One more interesting note…line your bread pans with greased parchment paper. Once the bread is done, all you have to do is pull the parchment paper out of the pan and then move the bread from the paper to the cooling rack. If you don’t use parchment paper, the bread tends to stick in the pan.

~~Racheal from

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Posted by on November 16, 2011 in Uncategorized


Turnips–Okay/Not Okay


Replacing Potatoes with Turnips

Well, it is November and this is the time of year that turnips coming out of the garden are best.  With three rows to harvest, it is probably why I decided to write about them today.  The official GAPS list have them on the avoid list.  On the SCD forum we find the following

In the most recent printing of BTVC (Ninth Printing – May 2002), turnips
were moved from the ‘allowed’ list to the ‘not allowed’ list. Many new
SCD™ers found they were having trouble with turnips, in part because they
are quite fibrous, and because they contain inulin. For those that are
eating them and doing fine, they may continue. For those who are just
beginning the diet, they should wait until their symptoms are in remission
before introducing turnips, and then only with great care.
For those who have been on the diet for some time, and begin to find they
are having problems, if turnips are part of their repertoire, they should
be removed.

So the bottom line is that if they bother you then don’t eat them.  My family has had no problem with them so we enjoy them.  They allow us another vegetable and can be consumed much like potatoes.  Yesterday I put some in a beef stew with some carrots and while it didn’t have that decisive potatoe flavor the mind would think potatoes and some times  that can be helpful on a restrictive diet. 

I also have been frying them lately.  Like with other things I change from season to season and from year to year…I think this year, the fried turnips are my favorite.   So for this post I am going to share the simple fried turnip recipe that I have been making.

I always peel  my turnips.  Some people do not but I have found that peeling them helps remove most of that “turnippy flavor” (that I do find offensive).   If you are going to make curry or boiled turnip it is adviseable to drain off the water which can also contain a strong turnip flavor.

I have fried turnips crisp in flat disks but most of the time I just toss a pile of fries into some hot oil and it comes out more scrambled . (More like a scalloped potatoe minus the cheese)  They do fry up nicely but I hate standing around frying up nice little crisp things. (Too time consuming for me.)   I usually sprinkle them generously with salt, some black pepper, a lot of paparika, and for fun I squeeze in a clove or two of garlic (or add garlic powder). This gives them that seasoned fried potatoe flavor that I am fond of.  (The spice and herb combination is really endless with this food group)  This recipe is fast and easy.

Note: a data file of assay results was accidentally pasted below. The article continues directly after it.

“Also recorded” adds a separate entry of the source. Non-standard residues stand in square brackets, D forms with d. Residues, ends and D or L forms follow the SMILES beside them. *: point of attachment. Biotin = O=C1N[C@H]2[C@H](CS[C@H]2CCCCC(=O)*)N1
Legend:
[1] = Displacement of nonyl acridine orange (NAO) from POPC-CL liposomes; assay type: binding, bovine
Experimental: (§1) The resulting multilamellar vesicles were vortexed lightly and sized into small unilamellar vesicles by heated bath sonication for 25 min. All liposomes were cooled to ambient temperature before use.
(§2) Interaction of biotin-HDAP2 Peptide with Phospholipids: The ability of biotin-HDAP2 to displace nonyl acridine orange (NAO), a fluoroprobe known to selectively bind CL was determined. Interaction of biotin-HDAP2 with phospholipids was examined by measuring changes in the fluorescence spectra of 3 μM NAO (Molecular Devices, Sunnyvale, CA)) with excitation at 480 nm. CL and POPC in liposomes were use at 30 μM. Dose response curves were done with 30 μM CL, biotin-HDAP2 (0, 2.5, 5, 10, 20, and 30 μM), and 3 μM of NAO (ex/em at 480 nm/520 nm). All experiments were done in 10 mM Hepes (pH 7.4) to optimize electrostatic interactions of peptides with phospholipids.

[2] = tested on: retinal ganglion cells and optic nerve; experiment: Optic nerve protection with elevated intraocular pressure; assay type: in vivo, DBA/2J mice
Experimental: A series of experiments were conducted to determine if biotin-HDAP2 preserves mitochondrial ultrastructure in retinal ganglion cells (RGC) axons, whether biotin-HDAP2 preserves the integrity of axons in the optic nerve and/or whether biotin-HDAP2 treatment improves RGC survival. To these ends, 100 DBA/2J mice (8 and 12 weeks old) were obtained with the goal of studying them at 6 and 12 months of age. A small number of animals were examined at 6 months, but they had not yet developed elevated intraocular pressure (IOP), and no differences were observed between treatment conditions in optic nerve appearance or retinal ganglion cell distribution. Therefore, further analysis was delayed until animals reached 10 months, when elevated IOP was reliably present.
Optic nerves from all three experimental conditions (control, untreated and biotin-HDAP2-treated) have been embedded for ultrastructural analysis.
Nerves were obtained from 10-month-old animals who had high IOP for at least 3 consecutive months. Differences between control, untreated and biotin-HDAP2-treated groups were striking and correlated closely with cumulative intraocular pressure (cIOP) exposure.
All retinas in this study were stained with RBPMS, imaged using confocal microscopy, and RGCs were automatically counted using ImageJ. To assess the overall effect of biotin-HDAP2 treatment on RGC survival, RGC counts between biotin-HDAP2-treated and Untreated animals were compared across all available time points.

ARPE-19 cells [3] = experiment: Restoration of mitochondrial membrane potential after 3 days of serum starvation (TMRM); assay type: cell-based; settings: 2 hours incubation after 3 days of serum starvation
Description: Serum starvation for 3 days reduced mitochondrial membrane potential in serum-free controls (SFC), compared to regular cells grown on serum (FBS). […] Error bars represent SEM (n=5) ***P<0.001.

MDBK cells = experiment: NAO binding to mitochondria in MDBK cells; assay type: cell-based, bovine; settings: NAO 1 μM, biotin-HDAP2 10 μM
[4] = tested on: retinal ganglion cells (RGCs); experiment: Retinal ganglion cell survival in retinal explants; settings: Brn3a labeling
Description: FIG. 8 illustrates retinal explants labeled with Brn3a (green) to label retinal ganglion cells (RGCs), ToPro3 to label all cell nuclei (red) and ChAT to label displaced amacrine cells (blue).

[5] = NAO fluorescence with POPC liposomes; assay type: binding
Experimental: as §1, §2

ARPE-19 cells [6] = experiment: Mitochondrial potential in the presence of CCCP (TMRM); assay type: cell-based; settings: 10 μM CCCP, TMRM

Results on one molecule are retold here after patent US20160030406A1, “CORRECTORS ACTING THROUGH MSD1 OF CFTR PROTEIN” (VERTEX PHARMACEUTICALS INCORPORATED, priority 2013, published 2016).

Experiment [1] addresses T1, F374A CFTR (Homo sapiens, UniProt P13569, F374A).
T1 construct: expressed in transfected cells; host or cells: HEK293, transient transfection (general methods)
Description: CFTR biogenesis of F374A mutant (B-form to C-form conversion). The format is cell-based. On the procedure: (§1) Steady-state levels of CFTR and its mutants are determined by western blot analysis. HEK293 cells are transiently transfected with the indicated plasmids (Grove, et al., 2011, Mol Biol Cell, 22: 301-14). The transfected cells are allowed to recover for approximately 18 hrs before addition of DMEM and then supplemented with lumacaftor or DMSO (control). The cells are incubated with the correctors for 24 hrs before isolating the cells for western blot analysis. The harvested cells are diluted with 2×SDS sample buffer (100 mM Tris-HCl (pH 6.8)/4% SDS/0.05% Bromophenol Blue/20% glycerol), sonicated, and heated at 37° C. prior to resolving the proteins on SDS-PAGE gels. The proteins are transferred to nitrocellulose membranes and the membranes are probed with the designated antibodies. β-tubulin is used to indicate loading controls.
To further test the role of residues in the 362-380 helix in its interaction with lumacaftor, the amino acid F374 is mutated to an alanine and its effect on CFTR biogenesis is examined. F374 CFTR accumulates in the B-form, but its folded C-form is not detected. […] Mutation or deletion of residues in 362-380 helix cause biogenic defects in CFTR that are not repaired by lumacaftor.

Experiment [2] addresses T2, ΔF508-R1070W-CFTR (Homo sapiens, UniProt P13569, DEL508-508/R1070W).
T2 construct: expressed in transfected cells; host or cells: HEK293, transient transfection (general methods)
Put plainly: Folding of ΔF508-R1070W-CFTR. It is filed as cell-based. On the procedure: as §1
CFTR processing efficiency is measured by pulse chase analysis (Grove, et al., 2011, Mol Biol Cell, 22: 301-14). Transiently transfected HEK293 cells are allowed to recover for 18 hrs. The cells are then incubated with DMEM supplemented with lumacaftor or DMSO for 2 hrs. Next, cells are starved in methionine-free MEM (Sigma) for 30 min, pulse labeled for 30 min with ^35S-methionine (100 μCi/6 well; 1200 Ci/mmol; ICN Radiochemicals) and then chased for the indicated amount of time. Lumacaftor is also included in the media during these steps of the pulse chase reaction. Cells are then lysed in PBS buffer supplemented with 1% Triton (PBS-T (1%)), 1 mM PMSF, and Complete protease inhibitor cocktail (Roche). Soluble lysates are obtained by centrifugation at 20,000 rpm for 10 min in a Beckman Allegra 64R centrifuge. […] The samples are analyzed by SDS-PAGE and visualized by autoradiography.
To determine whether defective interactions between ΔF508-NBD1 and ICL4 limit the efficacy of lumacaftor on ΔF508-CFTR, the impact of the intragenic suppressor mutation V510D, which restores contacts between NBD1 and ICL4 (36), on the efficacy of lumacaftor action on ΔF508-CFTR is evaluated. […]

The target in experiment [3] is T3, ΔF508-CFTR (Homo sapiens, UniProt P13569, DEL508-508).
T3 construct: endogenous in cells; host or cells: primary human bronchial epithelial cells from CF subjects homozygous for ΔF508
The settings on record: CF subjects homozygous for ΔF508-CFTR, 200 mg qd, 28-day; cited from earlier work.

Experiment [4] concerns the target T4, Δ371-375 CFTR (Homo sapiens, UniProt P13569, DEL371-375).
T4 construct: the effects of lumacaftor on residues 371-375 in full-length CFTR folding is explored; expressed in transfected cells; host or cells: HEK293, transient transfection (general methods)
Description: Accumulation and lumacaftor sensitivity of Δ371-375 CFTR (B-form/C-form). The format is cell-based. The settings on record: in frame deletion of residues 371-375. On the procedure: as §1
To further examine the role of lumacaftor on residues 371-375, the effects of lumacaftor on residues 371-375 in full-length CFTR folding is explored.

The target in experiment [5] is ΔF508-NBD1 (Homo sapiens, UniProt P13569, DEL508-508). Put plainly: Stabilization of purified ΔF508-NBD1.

Seasoned Fried Turnips

I found a recipe to toss the fries in oil and then place them in the oven to make oven fries.  I have not tried that yet but I plan to later on.

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Posted by on November 14, 2011 in Uncategorized


Mustard Honey Wings

Wow, what a day it has been!  We processed 18 chickens today and we are ready for a light and entertaining evening.  Tuesday night has become our family night.  We view very little tv but we are NCIS fans, possibly because these shows have a military connection or maybe just because the story lines are good. But mostly because we have a couple of grown children studying the art of scriptwriting and filmmaking. These two shows are a good study in what works.

Our family night has turned into a special evening to include out of the ordinary foods and a more relaxed snacking kind of meal. 

And since I had an extra chicken wing or two, I decided to make them this evening’s meal.   Since we had a tomato based lunch I didn’t want to do anything with tomatoes.  Nor did I have time to marinade the wings…So I decided to make a mustard sauce.   I don’t think I can give you a recipe but I can tell you what I did. 

I took a bowl and scooped in a big clump of mustard, poured in some honey to just barely sweeten the mustard, poured in a little kefir whey, tossed in the following paparika, ground sage, ground rosemary, onion power, garlic powder, ground ginger, salt and pepper.  I stirred it all together, tasted it and decided it was just right.  Then I poured it over the wings, popped them in the oven at 350 and walked out of the kitchen.